"Okay. Okay. Just like we've fixed everything else. You don't--you don't remember that, I guess, but...we do this a lot." She favors him with a crooked, wobbly smile. "What do you remember?"
A lot? His brow creases as he thinks about that. He sits as well, but gives her plenty of room- this is pretty awkward, and he knows that.
"I...uh. I'm not sure what it is. I remember...I remember working in Maine- Pleasant River. They have this photolab, and I work the nightshift, developing pictures and videos. I've done that for...almost three years now. Before that, I lived in Portland, and kind of jumping from job to job. I was thinking that maybe...I was thinking of moving. But still in Maine. I...uh...that's all I remember." He bites his lip- he knows that's not anything helpful.
This gets more jaw-droppage--surely you'd think a person would say 'well, I remember the hellish ordeal that changed my entire life and damaged me unbelievably badly both physically and mentally plus also it brought me to this crazy land of portals and people who can incincerate stuff with their brains and hey where are the kids anyway' ...but he hasn't.
"You don't remember living in a town called Ashfield? Do you remember anything about a man named W--Walter? Walter Sullivan?" She's able to get the name out with almost no trace of hesitation, although her stomach still shifts a little, just a quick wave of unsettled discomfort. He'll probably always have that affect on her. At least she's not screaming or punching anything. And nothing's on fire! So clearly they're doing well.
There's absolutely no recognition whatsoever. "Uh...no. I thought about moving out there, but I never did. Why? Before I came here, that's where I was? I-" He does notice her looking anxious- maybe that was something important. "Uh...Liz. If you don't want to go into it, that's fine. I just...that's not what I remember."
He stared down at his hands, thinking. Out of all of this, the name Walter Sullivan was one he thought he should know somehow. Maybe it was familiar someplace that wasn't the middle of Colorado (as he had found from Warren, eventually). But it wasn't the sort of thing he could pick up here. He blinks dull eyes a few times before admitting, "I don't know how this could happen, Liz. It doesn't make any sense. Warren said...this isn't unusual. Hey, you said that too, but...I don't see how that's possible."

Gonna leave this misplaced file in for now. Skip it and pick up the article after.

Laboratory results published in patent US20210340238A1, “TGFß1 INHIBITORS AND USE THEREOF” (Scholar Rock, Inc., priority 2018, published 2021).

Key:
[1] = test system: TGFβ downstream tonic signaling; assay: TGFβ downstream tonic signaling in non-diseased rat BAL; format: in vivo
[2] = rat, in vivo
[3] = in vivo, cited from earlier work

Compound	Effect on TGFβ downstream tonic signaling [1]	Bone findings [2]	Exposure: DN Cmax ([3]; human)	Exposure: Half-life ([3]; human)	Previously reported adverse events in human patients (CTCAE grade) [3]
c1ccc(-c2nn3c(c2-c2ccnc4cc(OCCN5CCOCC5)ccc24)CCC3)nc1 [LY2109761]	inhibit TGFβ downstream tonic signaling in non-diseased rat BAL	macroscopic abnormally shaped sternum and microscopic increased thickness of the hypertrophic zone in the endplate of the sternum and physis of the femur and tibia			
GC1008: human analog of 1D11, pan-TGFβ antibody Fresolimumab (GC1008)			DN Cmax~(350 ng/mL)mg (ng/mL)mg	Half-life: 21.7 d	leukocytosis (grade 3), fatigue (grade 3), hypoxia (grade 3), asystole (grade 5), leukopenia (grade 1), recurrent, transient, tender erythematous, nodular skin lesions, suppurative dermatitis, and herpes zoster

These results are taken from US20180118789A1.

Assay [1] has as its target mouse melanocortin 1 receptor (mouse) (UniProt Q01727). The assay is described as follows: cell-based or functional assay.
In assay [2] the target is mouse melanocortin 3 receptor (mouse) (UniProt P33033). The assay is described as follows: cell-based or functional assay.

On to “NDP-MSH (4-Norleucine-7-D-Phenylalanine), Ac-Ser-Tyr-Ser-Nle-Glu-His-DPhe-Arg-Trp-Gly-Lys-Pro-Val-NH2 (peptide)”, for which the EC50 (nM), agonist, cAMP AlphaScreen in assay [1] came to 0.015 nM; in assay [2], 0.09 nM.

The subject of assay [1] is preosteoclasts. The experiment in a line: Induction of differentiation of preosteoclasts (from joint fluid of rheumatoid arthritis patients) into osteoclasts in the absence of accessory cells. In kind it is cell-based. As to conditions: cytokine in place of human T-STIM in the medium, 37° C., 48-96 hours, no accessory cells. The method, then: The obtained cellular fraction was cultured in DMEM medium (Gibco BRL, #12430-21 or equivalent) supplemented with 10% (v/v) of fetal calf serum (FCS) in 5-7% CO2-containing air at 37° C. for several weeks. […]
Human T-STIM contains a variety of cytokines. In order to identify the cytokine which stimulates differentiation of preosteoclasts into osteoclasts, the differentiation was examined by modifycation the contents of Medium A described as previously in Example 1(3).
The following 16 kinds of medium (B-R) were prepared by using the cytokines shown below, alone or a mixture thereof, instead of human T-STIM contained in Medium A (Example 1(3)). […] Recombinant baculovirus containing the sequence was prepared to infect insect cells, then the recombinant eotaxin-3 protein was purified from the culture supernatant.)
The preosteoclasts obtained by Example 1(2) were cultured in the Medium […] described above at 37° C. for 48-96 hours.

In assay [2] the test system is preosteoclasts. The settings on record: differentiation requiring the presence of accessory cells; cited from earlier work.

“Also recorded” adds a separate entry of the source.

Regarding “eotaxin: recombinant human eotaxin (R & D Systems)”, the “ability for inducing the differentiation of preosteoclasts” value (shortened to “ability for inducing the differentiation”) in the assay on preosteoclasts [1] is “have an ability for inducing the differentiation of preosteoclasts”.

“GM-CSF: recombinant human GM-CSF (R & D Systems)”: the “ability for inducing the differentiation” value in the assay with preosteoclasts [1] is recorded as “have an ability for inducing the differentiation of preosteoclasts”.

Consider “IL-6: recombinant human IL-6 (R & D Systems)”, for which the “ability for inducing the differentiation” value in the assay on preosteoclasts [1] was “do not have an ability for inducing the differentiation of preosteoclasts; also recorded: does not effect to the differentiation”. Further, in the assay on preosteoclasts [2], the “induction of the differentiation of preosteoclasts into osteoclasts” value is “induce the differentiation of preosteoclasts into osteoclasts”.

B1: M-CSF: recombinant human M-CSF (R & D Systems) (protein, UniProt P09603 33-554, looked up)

"It's...this might be better." It is, she knows, probably better for him not to remember most of that. Or even large portions of the Nexus. Hell, most of them could probably do with forgetting large portions of the Nexus. "Maybe you should go back and read your journal. You started keeping an electronic one the same time you moved there."
Her hands flicker restlessly in her lap, a habit she still hasn't lost. "This is--very different from your old life. Even the job you have now is very different."
At this point it seems almost secondary to everything else he might have to readjust to, if he'll even want to do that, but keeping it from him would be intensely unfair at best, pointlessly cruel otherwise. "Did Warren tell you what we can do? He and John and I, I mean. Why we work here."
"Yeah, I...when I woke up here, that journal thing was up. I'll check it out. and see....uh, what I was doing." That should help. He feels bad enough for bothering Liz as much as he had now.
He watches her hands fidget, and he has a thought to reach out and put his over them. He wonders if he did that before. It would be awkward at best now, and maybe it was something that would really make her upset. He's not used to touching anyone anyway, so he's not certain why exactly he was thinking of that.
He nods at her question, then hesitates. "Uh...not the working part, but...the fire part. Yeah, he did tell me about that." He said I helped, and I don't see how that could happen. "He showed me, actually...he said you and John, that you-" Yeah, she said that already. "You can do that, too."